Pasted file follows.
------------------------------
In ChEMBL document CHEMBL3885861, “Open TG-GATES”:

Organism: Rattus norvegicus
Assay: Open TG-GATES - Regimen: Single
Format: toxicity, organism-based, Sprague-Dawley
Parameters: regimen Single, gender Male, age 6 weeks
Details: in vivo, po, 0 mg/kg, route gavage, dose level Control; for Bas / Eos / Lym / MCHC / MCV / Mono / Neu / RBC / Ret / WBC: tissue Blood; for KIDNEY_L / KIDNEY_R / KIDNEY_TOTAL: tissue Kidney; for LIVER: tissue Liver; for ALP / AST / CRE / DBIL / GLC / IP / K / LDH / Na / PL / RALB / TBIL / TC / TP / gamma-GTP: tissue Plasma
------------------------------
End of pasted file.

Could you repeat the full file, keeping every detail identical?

In ChEMBL document CHEMBL3885861, “Open TG-GATES”:

Organism: Rattus norvegicus
Assay: Open TG-GATES - Regimen: Single
Format: toxicity, organism-based, Sprague-Dawley
Parameters: regimen Single, gender Male, age 6 weeks
Details: in vivo, po, 0 mg/kg, route gavage, dose level Control; for Bas / Eos / Lym / MCHC / MCV / Mono / Neu / RBC / Ret / WBC: tissue Blood; for KIDNEY_L / KIDNEY_R / KIDNEY_TOTAL: tissue Kidney; for LIVER: tissue Liver; for ALP / AST / CRE / DBIL / GLC / IP / K / LDH / Na / PL / RALB / TBIL / TC / TP / gamma-GTP: tissue Plasma